Reflect on the Learning Environments You Create

Hold a Mirror to Your Practice

It’s important to pause and take stock of how your learning opportunities have unfolded in the past, what patterns you might see across many experiences, and how this can inform your approach moving forward. By reflecting on how learners either met the learning outcomes or engaged the skills you intended for them to build, you can identify and troubleshoot challenges across the learning opportunities you create.

Holding a mirror up to your own practice as an educator and objectively critiquing your experience is an important first step towards designing a learner-centered environment (Bishop, Caston, and King 2014). This form of reflection is incredibly helpful in analyzing the effectiveness of the learning environments you create. It can also empower and inspire you to iterate and try new approaches, thus leading to an increased sense of self-efficacy when you see the positive effects of the solutions you generated (Noormohammadi 2014).

Further, self-assessing your strengths and weaknesses based on what research shows about how learning works (Ambrose et al. 2010) can illuminate new strategies to meaningfully improve your learners’ experience. Reflectively applying this framework to your work as an educator will lead to deeper, more authentic learning experiences for your students.


  • Consider keeping an informal journal on what worked well in one educational experience and what needs further iteration. Consider making this process collaborative: holding regular meetings with your TA or a learner feedback team in order to learn and discuss their perceptions of what is helping learners get the most out of an experience. These low-stakes opportunities for reflection can help you become more iterative and dynamic, leading to a greater impact on the experience of learners involved in your opportunity, not only in the future, but also in the present.
  • Brookfield (1995) recommends “four lenses” through which to consider one’s past experience as an educator:
  1. Your own life:  This includes not only considering your own experience, but also thinking of the best teachers you have had in the past and asking yourself “What would they think about how this learning opportunity unfolds?  What suggestions would they have for me?”
  2. Your students:  Consider asking yourself: “If someone were to ask my learners about the highs and lows of the experience, what do I think they would say?”  This learner-centered perspective taking can help reveal things that might not have occurred to us from our own perspective.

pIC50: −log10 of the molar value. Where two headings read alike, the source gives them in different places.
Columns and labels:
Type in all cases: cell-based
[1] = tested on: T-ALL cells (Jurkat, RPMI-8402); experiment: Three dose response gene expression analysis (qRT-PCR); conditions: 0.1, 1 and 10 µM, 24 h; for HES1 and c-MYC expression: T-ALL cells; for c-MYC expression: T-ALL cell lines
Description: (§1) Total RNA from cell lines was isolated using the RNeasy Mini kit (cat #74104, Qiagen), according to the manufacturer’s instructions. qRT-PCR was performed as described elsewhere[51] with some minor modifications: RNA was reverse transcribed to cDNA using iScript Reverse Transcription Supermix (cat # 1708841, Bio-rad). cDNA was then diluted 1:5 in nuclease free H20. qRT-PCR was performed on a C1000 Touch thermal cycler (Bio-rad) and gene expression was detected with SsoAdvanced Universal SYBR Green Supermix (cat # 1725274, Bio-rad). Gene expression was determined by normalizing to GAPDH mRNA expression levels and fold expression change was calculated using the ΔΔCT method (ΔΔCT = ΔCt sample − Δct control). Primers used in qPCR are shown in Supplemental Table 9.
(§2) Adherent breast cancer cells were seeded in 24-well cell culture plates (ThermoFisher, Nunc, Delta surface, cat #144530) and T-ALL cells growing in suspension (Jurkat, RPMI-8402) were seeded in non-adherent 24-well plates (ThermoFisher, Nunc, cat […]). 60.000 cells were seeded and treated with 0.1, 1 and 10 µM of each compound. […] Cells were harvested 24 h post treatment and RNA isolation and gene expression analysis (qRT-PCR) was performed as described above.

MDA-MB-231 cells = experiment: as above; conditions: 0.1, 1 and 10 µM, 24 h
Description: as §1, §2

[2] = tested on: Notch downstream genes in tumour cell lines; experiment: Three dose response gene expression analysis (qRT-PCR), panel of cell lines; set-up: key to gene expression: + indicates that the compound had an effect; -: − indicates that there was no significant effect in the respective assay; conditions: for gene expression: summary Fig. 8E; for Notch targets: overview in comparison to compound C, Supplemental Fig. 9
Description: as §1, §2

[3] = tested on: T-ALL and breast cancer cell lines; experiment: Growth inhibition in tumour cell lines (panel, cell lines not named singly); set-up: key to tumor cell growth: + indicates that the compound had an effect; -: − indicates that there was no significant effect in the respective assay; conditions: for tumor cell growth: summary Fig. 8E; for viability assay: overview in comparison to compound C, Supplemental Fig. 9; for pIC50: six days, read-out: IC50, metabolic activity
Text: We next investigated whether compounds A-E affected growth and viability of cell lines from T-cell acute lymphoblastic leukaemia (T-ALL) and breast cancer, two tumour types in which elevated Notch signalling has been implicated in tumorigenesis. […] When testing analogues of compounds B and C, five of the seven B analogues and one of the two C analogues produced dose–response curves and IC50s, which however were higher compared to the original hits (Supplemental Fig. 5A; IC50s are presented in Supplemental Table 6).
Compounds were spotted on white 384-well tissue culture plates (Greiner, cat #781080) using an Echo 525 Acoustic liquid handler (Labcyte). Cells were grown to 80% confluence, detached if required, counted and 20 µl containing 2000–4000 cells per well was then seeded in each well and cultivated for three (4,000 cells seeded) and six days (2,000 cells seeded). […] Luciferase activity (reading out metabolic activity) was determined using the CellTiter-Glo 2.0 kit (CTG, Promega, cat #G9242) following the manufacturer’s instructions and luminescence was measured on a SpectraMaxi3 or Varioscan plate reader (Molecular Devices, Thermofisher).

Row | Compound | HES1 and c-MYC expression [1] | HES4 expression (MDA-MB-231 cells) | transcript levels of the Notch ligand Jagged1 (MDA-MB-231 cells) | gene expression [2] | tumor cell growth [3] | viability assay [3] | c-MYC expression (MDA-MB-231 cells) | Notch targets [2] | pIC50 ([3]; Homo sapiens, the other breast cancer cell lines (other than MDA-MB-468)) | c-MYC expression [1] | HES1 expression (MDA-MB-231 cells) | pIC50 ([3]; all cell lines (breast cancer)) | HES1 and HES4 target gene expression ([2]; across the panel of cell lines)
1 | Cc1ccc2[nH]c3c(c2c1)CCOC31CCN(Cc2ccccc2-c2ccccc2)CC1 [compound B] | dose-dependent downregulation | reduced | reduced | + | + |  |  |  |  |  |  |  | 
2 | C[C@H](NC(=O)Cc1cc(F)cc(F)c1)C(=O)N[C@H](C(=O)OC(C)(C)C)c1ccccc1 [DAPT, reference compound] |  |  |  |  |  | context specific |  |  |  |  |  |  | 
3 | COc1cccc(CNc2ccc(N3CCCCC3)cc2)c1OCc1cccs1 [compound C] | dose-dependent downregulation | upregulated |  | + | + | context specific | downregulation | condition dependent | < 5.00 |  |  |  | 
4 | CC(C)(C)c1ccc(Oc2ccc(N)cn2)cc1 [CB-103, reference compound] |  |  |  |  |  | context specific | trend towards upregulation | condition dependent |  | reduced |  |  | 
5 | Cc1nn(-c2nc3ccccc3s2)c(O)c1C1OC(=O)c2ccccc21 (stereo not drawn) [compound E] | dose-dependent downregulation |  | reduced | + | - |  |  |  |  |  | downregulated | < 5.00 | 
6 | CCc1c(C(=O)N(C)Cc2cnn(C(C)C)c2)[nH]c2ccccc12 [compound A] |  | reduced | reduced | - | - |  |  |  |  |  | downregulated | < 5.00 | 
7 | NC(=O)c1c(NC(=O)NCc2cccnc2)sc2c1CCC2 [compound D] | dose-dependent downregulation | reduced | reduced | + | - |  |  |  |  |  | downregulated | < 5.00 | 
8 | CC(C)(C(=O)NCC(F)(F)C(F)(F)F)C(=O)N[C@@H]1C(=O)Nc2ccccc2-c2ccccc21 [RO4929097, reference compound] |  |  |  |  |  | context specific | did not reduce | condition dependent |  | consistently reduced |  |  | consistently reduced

3. Your colleagues:  Do not hesitate to confer with colleagues about how you run your learning opportunities, and what new ideas they may offer to help you bring new life to it.  This can be an incredibly invigorating conversation for both involved, and can form the beginning of a collegial, mutually-supporting relationship and experience of community.
  4. The literature:  There is a great deal of information in scholarly and practical sources out there, written by thoughtful educators like you.  Pick up the habits of the “scholarly educator” by checking in on journals in your field about what educational practices people are trying and what they are learning.

One of the most powerful ways that we can support our learners’ learning is by helping them develop their metacognitive skills—such as planning how they will approach a task, reflecting on their performance, and making any needed adjustments to how they will approach similar tasks in the future (Ambrose et al., 2010). Similarly, we can become more effective and efficient educators when we explicitly plan, reflect on, and adjust how we teach (DiPietro & Norman, 2014).


Ambrose, S. A., Bridges, M. W., DiPietro, M., Lovett, M. C., & Norman, M. K. (2010). How learning works: Seven research-based principles for smart teaching. John Wiley & Sons.

Bishop, C. F., Caston, M. I., & King, C. A. (2014). Learner-centered environments: Creating effective strategies based on student attitudes and faculty reflection. Journal of the Scholarship of Teaching and Learning, 14(3), 46-63.

Brookfield, S. (1995) Becoming a Critically Reflective Teacher. San-Francisco: Jossey-Bass.

Noormohammadi, S. (2014). Teacher reflection and its relation to teacher efficacy and autonomy. Procedia-Social and Behavioral Sciences, 98, 1380-1389.